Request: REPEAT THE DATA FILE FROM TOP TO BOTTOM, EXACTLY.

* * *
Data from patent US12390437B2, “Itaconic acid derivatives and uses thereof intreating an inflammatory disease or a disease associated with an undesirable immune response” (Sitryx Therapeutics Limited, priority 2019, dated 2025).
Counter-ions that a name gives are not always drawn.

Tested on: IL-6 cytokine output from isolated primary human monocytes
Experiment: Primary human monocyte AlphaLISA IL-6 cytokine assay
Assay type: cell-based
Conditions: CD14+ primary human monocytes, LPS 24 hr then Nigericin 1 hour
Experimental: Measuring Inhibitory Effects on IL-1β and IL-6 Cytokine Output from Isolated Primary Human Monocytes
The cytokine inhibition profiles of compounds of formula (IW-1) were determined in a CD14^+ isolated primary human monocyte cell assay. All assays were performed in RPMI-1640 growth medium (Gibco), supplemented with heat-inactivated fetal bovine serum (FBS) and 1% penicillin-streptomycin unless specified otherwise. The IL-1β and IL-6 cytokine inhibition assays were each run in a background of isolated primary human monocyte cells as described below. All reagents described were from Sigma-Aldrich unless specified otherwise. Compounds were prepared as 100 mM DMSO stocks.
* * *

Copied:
Data from patent US12390437B2, “Itaconic acid derivatives and uses thereof intreating an inflammatory disease or a disease associated with an undesirable immune response” (Sitryx Therapeutics Limited, priority 2019, dated 2025).
Counter-ions that a name gives are not always drawn.

Tested on: IL-6 cytokine output from isolated primary human monocytes
Experiment: Primary human monocyte AlphaLISA IL-6 cytokine assay
Assay type: cell-based
Conditions: CD14+ primary human monocytes, LPS 24 hr then Nigericin 1 hour
Experimental: Measuring Inhibitory Effects on IL-1β and IL-6 Cytokine Output from Isolated Primary Human Monocytes
The cytokine inhibition profiles of compounds of formula (IW-1) were determined in a CD14^+ isolated primary human monocyte cell assay. All assays were performed in RPMI-1640 growth medium (Gibco), supplemented with heat-inactivated fetal bovine serum (FBS) and 1% penicillin-streptomycin unless specified otherwise. The IL-1β and IL-6 cytokine inhibition assays were each run in a background of isolated primary human monocyte cells as described below. All reagents described were from Sigma-Aldrich unless specified otherwise. Compounds were prepared as 100 mM DMSO stocks.